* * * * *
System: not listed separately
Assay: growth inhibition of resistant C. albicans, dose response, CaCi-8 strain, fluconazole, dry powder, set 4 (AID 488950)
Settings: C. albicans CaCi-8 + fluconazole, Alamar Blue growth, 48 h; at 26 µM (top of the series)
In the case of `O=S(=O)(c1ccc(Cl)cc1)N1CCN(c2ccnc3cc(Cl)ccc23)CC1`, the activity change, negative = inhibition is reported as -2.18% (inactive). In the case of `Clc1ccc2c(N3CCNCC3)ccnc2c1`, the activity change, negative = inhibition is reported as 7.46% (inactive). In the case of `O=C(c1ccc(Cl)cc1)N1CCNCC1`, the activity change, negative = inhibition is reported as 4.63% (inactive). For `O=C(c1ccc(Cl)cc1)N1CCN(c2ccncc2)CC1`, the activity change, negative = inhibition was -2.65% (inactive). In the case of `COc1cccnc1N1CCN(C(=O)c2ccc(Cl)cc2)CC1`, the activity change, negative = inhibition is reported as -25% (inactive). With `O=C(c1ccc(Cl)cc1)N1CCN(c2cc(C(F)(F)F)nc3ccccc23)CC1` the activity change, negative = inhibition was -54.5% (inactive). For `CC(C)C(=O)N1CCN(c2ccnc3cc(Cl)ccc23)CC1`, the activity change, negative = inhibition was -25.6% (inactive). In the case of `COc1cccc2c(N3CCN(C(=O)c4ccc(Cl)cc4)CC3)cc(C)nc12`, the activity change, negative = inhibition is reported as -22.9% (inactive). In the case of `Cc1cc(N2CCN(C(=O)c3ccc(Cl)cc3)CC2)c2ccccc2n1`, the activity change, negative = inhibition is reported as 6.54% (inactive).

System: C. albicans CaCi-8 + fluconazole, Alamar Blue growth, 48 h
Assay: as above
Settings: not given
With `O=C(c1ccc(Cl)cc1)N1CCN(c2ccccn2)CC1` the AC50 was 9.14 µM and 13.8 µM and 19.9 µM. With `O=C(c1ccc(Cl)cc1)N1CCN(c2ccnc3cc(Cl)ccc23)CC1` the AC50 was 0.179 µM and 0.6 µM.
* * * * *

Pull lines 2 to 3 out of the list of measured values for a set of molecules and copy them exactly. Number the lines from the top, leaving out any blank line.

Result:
Assay: growth inhibition of resistant C. albicans, dose response, CaCi-8 strain, fluconazole, dry powder, set 4 (AID 488950)
Settings: C. albicans CaCi-8 + fluconazole, Alamar Blue growth, 48 h; at 26 µM (top of the series)